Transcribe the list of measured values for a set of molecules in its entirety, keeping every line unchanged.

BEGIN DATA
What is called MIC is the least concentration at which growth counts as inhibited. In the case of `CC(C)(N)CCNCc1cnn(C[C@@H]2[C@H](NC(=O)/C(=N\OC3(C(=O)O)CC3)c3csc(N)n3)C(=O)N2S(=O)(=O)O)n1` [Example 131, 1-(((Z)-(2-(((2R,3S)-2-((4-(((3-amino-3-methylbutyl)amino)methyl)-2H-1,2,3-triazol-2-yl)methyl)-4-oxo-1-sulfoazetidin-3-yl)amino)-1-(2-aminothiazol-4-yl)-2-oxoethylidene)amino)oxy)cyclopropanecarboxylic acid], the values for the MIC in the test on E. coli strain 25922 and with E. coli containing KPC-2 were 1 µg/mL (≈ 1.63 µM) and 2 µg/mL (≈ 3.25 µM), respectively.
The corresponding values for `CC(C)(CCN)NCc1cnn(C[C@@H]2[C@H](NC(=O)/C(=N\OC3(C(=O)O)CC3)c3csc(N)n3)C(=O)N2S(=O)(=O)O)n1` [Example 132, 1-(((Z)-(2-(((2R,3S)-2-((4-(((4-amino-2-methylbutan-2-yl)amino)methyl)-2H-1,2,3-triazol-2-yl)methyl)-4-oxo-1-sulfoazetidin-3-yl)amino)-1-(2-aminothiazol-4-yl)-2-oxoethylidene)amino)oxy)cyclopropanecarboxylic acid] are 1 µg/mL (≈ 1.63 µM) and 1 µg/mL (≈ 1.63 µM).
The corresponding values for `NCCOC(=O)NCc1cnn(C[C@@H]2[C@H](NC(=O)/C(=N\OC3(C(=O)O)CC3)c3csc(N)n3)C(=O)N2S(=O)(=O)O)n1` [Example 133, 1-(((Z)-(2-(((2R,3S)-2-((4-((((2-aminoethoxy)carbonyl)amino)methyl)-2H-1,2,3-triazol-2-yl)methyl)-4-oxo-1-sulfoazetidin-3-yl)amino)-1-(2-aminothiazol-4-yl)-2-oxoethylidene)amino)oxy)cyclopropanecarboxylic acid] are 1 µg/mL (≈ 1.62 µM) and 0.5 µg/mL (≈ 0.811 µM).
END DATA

What is called MIC is the least concentration at which growth counts as inhibited. In the case of `CC(C)(N)CCNCc1cnn(C[C@@H]2[C@H](NC(=O)/C(=N\OC3(C(=O)O)CC3)c3csc(N)n3)C(=O)N2S(=O)(=O)O)n1` [Example 131, 1-(((Z)-(2-(((2R,3S)-2-((4-(((3-amino-3-methylbutyl)amino)methyl)-2H-1,2,3-triazol-2-yl)methyl)-4-oxo-1-sulfoazetidin-3-yl)amino)-1-(2-aminothiazol-4-yl)-2-oxoethylidene)amino)oxy)cyclopropanecarboxylic acid], the values for the MIC in the test on E. coli strain 25922 and with E. coli containing KPC-2 were 1 µg/mL (≈ 1.63 µM) and 2 µg/mL (≈ 3.25 µM), respectively.
The corresponding values for `CC(C)(CCN)NCc1cnn(C[C@@H]2[C@H](NC(=O)/C(=N\OC3(C(=O)O)CC3)c3csc(N)n3)C(=O)N2S(=O)(=O)O)n1` [Example 132, 1-(((Z)-(2-(((2R,3S)-2-((4-(((4-amino-2-methylbutan-2-yl)amino)methyl)-2H-1,2,3-triazol-2-yl)methyl)-4-oxo-1-sulfoazetidin-3-yl)amino)-1-(2-aminothiazol-4-yl)-2-oxoethylidene)amino)oxy)cyclopropanecarboxylic acid] are 1 µg/mL (≈ 1.63 µM) and 1 µg/mL (≈ 1.63 µM).
The corresponding values for `NCCOC(=O)NCc1cnn(C[C@@H]2[C@H](NC(=O)/C(=N\OC3(C(=O)O)CC3)c3csc(N)n3)C(=O)N2S(=O)(=O)O)n1` [Example 133, 1-(((Z)-(2-(((2R,3S)-2-((4-((((2-aminoethoxy)carbonyl)amino)methyl)-2H-1,2,3-triazol-2-yl)methyl)-4-oxo-1-sulfoazetidin-3-yl)amino)-1-(2-aminothiazol-4-yl)-2-oxoethylidene)amino)oxy)cyclopropanecarboxylic acid] are 1 µg/mL (≈ 1.62 µM) and 0.5 µg/mL (≈ 0.811 µM).